Japan's ageing Hamaoka nuclear power plant, located near a tectonic faultline southwest of Tokyo, completed the shutdown of all its reactors Saturday to prevent any accident due to a natural disaster.
The plant's number-five reactor stopped generating power and was shut down at 1:00 pm (0400 GMT), Chubu Electric Power Co. spokesman Hiroaki Oobayashi said.
"The shutdown was confirmed after we inserted all 205 control rods into the reactor," he added.
Prime Minister Naoto Kan had earlier called for its closure, eight weeks after a massive earthquake and tsunami damaged the Fukushima Daiichi nuclear plant northeast of Tokyo, sparking the world's worst atomic crisis in 25 years.
The Hamaoka plant, located 200 kilometres (125 miles) southwest of Tokyo, has five reactor units, but only two have been running recently -- numbers four and five. Reactor number four was suspended on Friday.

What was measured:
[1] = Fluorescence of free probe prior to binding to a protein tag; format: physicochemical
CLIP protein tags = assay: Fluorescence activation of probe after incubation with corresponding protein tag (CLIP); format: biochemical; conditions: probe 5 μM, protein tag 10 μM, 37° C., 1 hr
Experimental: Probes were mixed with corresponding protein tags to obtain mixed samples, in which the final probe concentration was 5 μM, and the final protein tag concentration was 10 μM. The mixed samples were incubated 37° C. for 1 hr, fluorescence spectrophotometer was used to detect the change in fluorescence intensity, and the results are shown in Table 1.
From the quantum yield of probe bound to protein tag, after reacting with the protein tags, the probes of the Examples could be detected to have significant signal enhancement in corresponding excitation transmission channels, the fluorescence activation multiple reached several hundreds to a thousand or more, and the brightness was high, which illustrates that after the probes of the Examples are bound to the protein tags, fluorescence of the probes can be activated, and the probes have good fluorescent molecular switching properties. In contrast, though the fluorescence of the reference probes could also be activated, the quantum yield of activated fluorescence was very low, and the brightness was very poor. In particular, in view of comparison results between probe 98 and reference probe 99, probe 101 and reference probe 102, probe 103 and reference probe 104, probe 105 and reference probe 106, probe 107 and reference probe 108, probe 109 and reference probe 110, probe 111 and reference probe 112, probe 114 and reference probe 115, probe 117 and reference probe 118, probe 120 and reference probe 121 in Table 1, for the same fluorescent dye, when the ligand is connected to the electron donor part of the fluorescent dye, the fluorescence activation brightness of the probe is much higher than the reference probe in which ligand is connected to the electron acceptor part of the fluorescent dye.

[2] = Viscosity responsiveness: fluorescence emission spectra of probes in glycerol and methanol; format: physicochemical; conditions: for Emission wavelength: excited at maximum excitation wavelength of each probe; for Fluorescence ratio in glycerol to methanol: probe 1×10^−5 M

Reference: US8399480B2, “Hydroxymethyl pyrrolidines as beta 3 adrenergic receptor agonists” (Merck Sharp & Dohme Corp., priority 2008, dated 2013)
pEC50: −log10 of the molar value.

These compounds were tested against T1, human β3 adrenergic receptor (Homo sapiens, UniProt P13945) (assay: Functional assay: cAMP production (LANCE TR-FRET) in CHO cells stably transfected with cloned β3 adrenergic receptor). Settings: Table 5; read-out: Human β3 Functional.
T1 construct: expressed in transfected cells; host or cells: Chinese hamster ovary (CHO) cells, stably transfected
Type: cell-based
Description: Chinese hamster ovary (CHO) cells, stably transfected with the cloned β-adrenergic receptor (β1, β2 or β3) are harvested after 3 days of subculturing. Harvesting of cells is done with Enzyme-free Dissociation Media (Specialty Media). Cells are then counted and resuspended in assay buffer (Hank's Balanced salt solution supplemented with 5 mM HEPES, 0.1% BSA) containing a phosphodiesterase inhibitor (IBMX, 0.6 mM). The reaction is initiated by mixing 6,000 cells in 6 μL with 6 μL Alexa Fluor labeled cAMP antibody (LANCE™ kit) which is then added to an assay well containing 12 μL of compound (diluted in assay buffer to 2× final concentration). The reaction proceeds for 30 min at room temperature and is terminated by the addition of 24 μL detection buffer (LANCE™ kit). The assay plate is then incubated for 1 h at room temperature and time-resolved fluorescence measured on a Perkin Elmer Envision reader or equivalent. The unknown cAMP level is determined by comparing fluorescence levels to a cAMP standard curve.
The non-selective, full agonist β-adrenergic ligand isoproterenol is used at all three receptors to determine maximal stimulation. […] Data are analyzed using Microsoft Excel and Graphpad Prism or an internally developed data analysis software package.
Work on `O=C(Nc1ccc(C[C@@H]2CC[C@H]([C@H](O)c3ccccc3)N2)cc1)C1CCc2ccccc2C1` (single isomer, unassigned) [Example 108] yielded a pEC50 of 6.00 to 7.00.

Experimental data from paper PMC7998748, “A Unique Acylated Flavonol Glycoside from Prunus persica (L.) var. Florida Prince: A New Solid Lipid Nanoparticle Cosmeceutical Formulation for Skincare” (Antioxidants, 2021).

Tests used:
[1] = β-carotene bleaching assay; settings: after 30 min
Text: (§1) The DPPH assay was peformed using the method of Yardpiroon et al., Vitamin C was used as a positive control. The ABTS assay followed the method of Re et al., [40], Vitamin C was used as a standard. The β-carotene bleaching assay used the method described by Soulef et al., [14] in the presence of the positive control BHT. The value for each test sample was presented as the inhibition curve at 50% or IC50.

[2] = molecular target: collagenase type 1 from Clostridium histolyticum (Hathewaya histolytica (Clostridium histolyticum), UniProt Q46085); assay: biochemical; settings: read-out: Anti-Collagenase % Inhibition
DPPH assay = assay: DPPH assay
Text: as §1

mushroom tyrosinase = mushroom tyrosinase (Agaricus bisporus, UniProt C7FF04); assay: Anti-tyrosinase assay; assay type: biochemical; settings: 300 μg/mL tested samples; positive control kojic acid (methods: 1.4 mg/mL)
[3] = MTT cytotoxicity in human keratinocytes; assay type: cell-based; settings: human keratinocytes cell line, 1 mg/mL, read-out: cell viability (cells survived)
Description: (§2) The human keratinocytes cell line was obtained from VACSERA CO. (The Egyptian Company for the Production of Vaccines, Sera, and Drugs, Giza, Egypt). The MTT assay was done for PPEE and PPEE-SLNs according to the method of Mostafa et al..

Reactors one and two, built in the 1970s, were stopped in 2009, and three is undergoing maintenance.
Seismologists have long warned that a major earthquake is overdue in the Tokai region southwest of Tokyo where the Hamaoka plant is located.
Hamaoka accounts for almost 12 % of the output of Chubu Electric, which serves a large part of Japan's industrial heartland, including many Toyota auto factories.
Kan said the plant should stay shut while a higher sea wall is built and other measures are taken to guard it against a major quake and tsunami. Local media said the suspension would last about two years.